Brewery Excursions in Colorado: Part Four - Brain Sparging on Brewing


Sour beer, saisons, farmhouse beer, homebrewing, ramblings

December 20, 2011

Brewery Excursions in Colorado: Part Four

Next to me as I type is a small batch of a simple hefeweizen that started to ferment overnight. It really reminds me how great beer smells as it ferments and how much I miss the smell in the house. I guess I just need to brew more often. Anyway, the next day we took the drive from just outside of Denver to Fort Collins, a not too terrible drive. This is our first of three trips to Fort Collins, Colorado.

Odell's Brewing

Odell's was our first stop. Odell's has a nice brewery and tap room. My wife and I split two samplers, one of their regular beers and one of their pilot beers and special beers. We agreed that Odell's beers were either really good or really mediocre. The star beers (as I remember) were the bourbon barrel stout, the wild ale (which seemed to be just brett) and the double black IPA. Surprisingly, the double black IPA was hands down our favorite. It's surprising for us because we're not IPA fans. However, it was really smooth, chocolatey and although clearly hoppy, not smack you in the face hoppy like IPAs usually are. In spite of their beers being hit or miss (not just the pilot beers but also the regular offerings) it's worth sampling.

We also took the brewery tour. A couple of really interesting things about their brewery are worth noting. First, Odell's does not pasteurize their beers as a matter of taste. That's a fairly bold step to take because it limits the shelf life of the beer (at least in their opinion, I don't know, I have unpasteurized homebrew that's 1.5 years old) but since they say it gives their beer a four month shelf life, they can only distribute so far from the brewery without cutting off key selling time while the beer is riding a truck out to its destination.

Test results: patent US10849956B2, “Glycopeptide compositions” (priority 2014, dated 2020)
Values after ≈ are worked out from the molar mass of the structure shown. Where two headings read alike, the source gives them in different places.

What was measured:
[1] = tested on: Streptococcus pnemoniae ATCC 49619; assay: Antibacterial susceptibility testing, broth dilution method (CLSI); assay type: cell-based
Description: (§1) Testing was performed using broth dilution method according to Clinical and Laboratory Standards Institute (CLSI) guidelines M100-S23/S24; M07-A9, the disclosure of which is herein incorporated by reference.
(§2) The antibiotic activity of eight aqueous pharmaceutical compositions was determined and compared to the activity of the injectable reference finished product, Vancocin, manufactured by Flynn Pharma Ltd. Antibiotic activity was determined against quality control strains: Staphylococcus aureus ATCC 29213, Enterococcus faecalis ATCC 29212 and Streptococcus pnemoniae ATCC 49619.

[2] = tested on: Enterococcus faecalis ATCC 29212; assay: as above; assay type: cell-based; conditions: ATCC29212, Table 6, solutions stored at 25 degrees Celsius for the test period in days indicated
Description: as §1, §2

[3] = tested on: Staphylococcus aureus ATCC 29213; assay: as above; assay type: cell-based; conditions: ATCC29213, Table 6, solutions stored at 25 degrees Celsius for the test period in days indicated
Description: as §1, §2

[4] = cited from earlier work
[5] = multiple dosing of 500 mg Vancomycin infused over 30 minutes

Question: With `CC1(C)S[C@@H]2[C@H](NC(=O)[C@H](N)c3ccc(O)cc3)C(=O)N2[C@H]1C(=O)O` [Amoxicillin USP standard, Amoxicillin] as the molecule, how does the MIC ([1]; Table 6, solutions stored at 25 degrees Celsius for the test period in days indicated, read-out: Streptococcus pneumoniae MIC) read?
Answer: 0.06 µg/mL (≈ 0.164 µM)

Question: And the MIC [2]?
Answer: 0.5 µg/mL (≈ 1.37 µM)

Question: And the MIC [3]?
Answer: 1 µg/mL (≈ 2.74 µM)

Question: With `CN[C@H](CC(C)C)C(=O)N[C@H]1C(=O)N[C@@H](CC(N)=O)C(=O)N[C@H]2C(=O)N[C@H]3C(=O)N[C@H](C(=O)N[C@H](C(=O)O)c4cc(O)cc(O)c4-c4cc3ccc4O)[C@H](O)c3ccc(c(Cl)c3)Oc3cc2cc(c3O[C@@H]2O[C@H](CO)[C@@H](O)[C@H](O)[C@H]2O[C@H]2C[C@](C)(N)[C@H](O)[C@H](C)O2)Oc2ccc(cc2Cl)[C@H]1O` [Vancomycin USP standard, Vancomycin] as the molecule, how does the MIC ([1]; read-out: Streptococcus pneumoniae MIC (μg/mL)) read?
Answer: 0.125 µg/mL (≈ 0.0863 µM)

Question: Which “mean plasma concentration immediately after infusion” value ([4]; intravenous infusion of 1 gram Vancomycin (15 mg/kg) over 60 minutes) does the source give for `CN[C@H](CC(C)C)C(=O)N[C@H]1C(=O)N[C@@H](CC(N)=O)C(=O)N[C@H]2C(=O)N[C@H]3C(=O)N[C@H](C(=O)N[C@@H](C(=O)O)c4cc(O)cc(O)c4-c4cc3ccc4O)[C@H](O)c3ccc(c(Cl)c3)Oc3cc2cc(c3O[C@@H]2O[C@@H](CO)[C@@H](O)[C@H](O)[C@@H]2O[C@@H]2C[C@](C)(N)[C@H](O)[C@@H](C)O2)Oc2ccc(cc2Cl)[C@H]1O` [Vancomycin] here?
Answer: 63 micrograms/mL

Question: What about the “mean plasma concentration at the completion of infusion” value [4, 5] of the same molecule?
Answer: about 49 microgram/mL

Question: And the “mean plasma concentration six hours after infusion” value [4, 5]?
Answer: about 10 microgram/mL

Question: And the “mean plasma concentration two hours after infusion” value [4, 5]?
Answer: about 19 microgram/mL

Second, Odell's has a really cool policy with their 5 barrel pilot system. The pilot system is open to all employees who are allowed to brew anything they want (although I suspect the use of bacteria is probably restricted) and if those beers are worth drinking, they go to the tap room. That's pretty cool because you get some interesting beers in the tap room, like a beet porter (which was interesting), but once the beer runs out that's it, unless they decide to do another run. Colorado State University, in Fort Collins, has a brewing science program and they are allowed to do runs on the pilot system. The tap room had a tripel that the students brewed; it needed some work. Still, it's really cool that they are so open with the system.

Coopersmith Pub & Brewery

Coopersmith is a brewpub chain in Colorado, specifically the Fort Collins area. They brew, have a pool hall and serve food. I was expecting something BJ's-like but actually the brewing was a lot more central to their business. We went to the store in Old Town Fort Collins (a kind of old school main street) which spans two storefronts; one a brewpub, one a pool hall with more fermenters. We only sampled a few beers, which were not necessarily great beers but definitely better than what I've had from BJ's. The chile beer was pretty good but the rest were fairly pedestrian. They definitely care about their beers but like many brewpub chains it seemed like they were trying to make a variety of beers while making it cheap enough and plain enough that non-beer geeks would drink them without finding it too shocking (sort of the Sam Adams approach to beers). I wish they had had a few special beers that they put some serious technique into for the beer geeks because they obviously had the set up to do something really great.

After Coopersmith we tried to get to New Belgium's tap house but we didn't realize they close at 6pm and we got there just after they locked the doors so we stood outside the doors, being mocked by the people inside enjoy beers. We'll come back.

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